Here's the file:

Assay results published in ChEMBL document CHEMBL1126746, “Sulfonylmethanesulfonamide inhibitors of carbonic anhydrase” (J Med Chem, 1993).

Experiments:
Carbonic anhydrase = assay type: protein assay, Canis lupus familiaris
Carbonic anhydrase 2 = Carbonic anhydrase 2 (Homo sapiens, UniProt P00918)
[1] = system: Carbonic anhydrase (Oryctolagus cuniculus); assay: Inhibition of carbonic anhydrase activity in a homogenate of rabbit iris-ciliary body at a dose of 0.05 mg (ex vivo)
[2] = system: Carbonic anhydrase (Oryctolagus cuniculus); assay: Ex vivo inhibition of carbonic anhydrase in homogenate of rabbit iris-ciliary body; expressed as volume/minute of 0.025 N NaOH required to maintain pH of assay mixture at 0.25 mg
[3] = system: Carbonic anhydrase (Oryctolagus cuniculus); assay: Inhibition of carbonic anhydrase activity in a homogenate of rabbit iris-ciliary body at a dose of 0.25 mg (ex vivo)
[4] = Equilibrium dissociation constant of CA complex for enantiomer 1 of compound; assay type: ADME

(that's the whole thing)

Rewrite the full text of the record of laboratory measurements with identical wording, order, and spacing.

Assay results published in ChEMBL document CHEMBL1126746, “Sulfonylmethanesulfonamide inhibitors of carbonic anhydrase” (J Med Chem, 1993).

Experiments:
Carbonic anhydrase = assay type: protein assay, Canis lupus familiaris
Carbonic anhydrase 2 = Carbonic anhydrase 2 (Homo sapiens, UniProt P00918)
[1] = system: Carbonic anhydrase (Oryctolagus cuniculus); assay: Inhibition of carbonic anhydrase activity in a homogenate of rabbit iris-ciliary body at a dose of 0.05 mg (ex vivo)
[2] = system: Carbonic anhydrase (Oryctolagus cuniculus); assay: Ex vivo inhibition of carbonic anhydrase in homogenate of rabbit iris-ciliary body; expressed as volume/minute of 0.025 N NaOH required to maintain pH of assay mixture at 0.25 mg
[3] = system: Carbonic anhydrase (Oryctolagus cuniculus); assay: Inhibition of carbonic anhydrase activity in a homogenate of rabbit iris-ciliary body at a dose of 0.25 mg (ex vivo)
[4] = Equilibrium dissociation constant of CA complex for enantiomer 1 of compound; assay type: ADME